Posted By Self Sustained on November 21, 2014
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Over the bridge, on the mainland, there has been a huge increase in house break-ins. Up at the far end of the island, near the bridge, there has been a 500% increase in house break-ins on the island. Okay, this equates to five home invasions, but that’s a hell of a lot for around here.
All of the homes that have been burgled have been very well kept. immaculate gardens, clean windows, decent car on the drive…dead giveaways that there may well be something worth stealing inside. Several less well kept homes were passed by in favour of those homes that appeared to have richer pickings.
Interestingly, one of the houses that escaped is actually owned by an exceedingly well off old gentleman who just cannot maintain his property as well as he once did. It’s not decrepit and run down by any ones standards, but it doesn’t have the wow factor that those homes around his do.
There will always be those people who make a living by taking from others. That won’t change. However, as people are squeezed more and more there will be more cases of home invasion carried out by those that don’t have the means to make ends meet, those who will do whatever they have to do to manage…even if this is something they wouldn’t have considered before.
In the event of a collapse, or a national disaster, this problem will escalate quickly, particularly in the more urban areas. There are many ways that you can give the impression that your home is not worth bothering with. I am not suggesting that you let the place run down. The way the world is right now we need to maintain our property to the best of our ability so should the time come when home maintenance is way down the priority list we know things will be okay for a while at least. In the meantime however:
I am talking about not having the garden looking like something out of Gardeners World magazine.
About not having the frontage spotless and every piece of litter within 500 yards collected and disposed of.
I’m talking about actually putting the car in the garage instead of leaving it on the drive.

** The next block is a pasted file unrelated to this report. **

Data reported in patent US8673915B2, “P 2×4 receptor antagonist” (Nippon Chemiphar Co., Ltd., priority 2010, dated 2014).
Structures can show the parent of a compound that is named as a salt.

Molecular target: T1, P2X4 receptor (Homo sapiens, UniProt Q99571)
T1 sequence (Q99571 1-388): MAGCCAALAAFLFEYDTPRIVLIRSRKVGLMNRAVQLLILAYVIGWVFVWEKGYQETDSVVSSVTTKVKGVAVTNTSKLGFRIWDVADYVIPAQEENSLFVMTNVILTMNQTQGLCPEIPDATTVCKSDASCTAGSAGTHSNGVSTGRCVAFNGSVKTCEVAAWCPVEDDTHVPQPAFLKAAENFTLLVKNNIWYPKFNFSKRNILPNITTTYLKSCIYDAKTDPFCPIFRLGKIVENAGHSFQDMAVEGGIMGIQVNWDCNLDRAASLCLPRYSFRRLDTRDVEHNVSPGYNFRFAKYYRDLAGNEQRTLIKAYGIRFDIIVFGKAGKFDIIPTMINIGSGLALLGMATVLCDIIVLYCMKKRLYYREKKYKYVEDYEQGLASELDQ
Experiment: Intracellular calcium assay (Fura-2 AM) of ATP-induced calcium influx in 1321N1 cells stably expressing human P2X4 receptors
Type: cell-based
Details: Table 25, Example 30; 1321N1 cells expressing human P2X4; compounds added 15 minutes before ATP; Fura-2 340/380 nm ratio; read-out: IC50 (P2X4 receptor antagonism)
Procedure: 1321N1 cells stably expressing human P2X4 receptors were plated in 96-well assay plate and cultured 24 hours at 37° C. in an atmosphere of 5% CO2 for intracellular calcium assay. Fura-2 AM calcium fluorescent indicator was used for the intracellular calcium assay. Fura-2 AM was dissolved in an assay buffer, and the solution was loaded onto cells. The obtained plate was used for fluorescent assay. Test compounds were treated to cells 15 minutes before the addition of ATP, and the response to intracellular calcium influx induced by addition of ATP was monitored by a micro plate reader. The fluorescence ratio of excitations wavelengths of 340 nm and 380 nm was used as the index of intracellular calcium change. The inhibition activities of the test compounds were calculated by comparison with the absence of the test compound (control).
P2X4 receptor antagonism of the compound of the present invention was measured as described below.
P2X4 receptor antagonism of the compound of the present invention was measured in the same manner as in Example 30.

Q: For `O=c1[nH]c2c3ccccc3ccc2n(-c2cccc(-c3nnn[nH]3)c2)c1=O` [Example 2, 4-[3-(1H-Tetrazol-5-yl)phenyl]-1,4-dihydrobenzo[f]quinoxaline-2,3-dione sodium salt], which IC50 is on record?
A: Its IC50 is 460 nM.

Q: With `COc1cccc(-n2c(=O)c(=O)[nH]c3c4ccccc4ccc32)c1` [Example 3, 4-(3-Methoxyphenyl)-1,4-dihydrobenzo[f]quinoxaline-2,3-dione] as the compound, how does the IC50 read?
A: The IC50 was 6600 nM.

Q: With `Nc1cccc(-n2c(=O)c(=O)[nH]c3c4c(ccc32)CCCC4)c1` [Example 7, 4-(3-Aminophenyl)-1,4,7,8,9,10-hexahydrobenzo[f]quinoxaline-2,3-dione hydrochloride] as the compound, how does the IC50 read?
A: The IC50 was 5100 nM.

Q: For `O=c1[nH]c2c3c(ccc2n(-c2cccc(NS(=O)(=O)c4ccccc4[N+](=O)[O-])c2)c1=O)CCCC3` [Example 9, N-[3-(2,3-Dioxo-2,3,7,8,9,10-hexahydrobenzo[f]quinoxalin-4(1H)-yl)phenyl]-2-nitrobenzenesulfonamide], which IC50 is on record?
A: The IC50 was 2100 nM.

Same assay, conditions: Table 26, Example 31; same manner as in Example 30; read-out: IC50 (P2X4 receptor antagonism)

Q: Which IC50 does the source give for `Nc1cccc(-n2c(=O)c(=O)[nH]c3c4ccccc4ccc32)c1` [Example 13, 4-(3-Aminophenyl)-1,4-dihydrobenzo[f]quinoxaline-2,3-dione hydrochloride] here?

I’m talking about having hidden security instead of a highly visible system that screams there’s something worth stealing inside, most people who break into homes can bypass such systems anyway.
I’m talking about high intruder unfriendly spiky plants to prevent people climbing over fences. These plants are also somewhat unruly giving the garden a more ‘dishevelled’ look.
Here you can find a lot more tips to defend your home.
Should we face a total collapse hiding in plain site will need to be elevated to an art form. In such a situation much of the UK will carry on regardless, keeping their gardens neat, pretending all is normal, burying their head in the freshly dug soil and hoping the problem will go away.
HELLO…IT WON’T GO AWAY!!!
Perish the thought that litter may collect on the drive, a bit of broken glass may not be swept up, the police don’t come when you call them…or the fire service…or the paramedics. Never mind, put the kettle on and we’ll all feel better after a cup of tea!
99.9% of the population of the UK do not have a clue just how bad life can get in the event of a collapse. This is quite simply because they do not accept the possibility of collapse. Most have no clue of the havoc a solar flare can bestow on the planet, I would be challenged to find a regular Joe in the street who even knows what an EMP is.
As such, the talk of survival groups et al makes someone like me rather sad, it’s highly unlikely that we will be part of one due to the mindset of the vast majority of the population thinking anyone with such a mindset is an out and out lunatic.
So what is a prepper to do?
Keep on going and try and raise awareness when and where you can is about all you CAN do.
I ask if the bridge closes “What on Earth would we do with no deliveries getting through?” That one elicited a minor panic as the bridge has only closed a few times in the past 30 years and therefore is not on the radar as a problem…normalcy bias at it’s best.
On the upside, a higher than average proportion of people here grow a good amount of their own food, bartering potatoes for carrots as an example is an accepted way of life here. Many raise chickens and there are several good sized farms on the island, all with livestock. In the first instance, early on in a collapse, this is a far better place to be than the vast majority of locations in the UK.
How we would fare further on into a collapse situation…who knows, but it would be dead easy to block that bridge to prevent, or at least impede people getting onto the island, and if people have the balls for it, there’s enough shotguns to prevent them doing much of anything when they do arrive…
Liz Bennett, Underground Medic
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